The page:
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Holiday 2016: NRF Foresees A Holly, Jolly Christmas For Retailers - Twice

Holiday 2016: NRF Foresees A Holly, Jolly Christmas For Retailers

Projected 3.6% holiday sales growth bests 10-year average
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The National Retail Federation (NRF) is anticipating one of the best holiday selling seasons in a decade.

The National Retail Federation (NRF) is anticipating one of the best holiday selling seasons in a decade.

The trade association is projecting retail sales in November and December to grow 3.6 percent to $655.8 billion — significantly higher than the 10-year average of 2.5 percent, and above the seven-year average of 3.4 percent since economic recovery began in 2009.

By comparison, holiday sales increased 3.2 percent last year.

E-tailers and other direct sellers have further cause to celebrate, as the NRF is forecasting that channel’s sales to grow 7-10 percent for the period, to as much as $117 billion.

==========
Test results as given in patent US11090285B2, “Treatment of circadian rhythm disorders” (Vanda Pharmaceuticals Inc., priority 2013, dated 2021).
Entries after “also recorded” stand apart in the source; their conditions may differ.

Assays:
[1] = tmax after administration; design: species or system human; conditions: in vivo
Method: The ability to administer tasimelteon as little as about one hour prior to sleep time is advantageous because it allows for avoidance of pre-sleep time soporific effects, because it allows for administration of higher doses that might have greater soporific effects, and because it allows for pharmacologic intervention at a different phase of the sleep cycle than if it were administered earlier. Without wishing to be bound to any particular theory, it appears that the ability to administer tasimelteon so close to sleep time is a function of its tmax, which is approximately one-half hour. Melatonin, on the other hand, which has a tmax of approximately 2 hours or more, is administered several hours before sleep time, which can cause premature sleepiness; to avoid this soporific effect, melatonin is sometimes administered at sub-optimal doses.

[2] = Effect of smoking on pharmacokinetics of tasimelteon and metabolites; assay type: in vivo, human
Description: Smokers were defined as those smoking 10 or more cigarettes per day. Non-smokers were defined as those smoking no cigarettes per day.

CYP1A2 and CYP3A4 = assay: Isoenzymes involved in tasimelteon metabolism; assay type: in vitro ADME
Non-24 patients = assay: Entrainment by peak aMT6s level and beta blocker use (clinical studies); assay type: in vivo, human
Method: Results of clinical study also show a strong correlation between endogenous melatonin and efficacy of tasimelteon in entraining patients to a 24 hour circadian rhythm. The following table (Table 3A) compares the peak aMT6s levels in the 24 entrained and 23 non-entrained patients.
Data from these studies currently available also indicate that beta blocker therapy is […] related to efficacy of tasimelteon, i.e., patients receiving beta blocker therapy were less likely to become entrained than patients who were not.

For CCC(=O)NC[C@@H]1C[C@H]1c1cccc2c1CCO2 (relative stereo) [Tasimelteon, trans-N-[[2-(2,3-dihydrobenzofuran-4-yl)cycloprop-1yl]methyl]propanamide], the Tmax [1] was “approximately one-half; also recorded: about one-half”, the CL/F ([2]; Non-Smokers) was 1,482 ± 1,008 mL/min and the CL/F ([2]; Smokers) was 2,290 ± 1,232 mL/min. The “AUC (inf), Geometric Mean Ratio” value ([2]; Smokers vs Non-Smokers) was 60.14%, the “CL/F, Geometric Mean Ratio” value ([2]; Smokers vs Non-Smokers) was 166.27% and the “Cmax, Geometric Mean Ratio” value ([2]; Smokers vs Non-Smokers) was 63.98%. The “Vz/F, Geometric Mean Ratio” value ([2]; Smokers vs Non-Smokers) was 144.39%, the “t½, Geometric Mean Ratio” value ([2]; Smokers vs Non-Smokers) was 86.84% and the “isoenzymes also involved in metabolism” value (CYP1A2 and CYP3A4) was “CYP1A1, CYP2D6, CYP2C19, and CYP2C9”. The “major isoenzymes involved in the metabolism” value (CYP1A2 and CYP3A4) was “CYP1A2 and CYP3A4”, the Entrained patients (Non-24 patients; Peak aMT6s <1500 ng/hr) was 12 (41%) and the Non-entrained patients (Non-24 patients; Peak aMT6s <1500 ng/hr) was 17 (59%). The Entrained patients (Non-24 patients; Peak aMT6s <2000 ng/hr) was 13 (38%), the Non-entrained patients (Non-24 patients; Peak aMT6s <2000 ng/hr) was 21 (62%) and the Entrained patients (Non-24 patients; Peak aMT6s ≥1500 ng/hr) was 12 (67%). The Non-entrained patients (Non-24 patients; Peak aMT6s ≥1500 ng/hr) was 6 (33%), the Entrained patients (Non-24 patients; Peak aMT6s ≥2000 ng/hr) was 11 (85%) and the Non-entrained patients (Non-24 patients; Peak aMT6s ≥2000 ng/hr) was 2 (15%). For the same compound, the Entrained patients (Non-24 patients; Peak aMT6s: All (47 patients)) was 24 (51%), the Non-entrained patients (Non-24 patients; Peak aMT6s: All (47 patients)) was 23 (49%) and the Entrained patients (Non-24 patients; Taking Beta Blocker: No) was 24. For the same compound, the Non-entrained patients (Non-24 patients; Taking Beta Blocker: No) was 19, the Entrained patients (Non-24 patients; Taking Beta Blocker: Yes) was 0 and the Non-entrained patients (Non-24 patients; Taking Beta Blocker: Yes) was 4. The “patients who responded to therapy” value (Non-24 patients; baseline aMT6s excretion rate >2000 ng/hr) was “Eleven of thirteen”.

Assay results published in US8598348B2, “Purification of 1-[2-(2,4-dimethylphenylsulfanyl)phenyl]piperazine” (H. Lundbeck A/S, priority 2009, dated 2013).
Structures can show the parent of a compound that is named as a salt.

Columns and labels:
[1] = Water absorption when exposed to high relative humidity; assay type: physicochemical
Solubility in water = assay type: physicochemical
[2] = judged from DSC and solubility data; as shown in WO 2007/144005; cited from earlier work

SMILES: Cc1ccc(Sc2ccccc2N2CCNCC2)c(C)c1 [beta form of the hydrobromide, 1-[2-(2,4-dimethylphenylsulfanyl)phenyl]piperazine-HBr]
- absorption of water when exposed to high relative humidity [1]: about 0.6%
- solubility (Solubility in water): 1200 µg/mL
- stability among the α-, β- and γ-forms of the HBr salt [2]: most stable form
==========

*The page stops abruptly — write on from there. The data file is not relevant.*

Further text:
“All of the fundamentals are in a good place, giving strength to consumers and leading us to believe that this will be a very positive holiday season,” said NRF president/CEO Matthew Shay.

Possible roadblocks include the presidential election and geopolitical uncertainty, noted NRF chief economist Jack Kleinhenz. Nevertheless, “Consumers have seen steady job and income gains throughout the year, resulting in continued confidence and the greater use of credit, which bodes well for more spending throughout the holiday season,” he said.

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The NRF outlook jibes with a recent report from the Consumer Technology Association (CTA), which is projecting holiday sales of CE at $36 billion, up 3.1 percent from last year, in what could be “the biggest [holiday season] on record for the tech sector,” CTA chief economist Shawn DuBravac said.

The holiday selling season is especially critical for CE and appliance retailers, who last year reaped 22.3 percent of their total annual sales volume in November and December, the NRF said.

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To help sell all those holiday goodies, the NRF expects retailers to hire upwards of 690,000 seasonal workers between now and year’s end, compared to 675,300 last year.

The NRF forecast excludes auto, gas and restaurant sales, and is based on several indicators including consumer credit, disposable personal income, and prior months’ retail sales.

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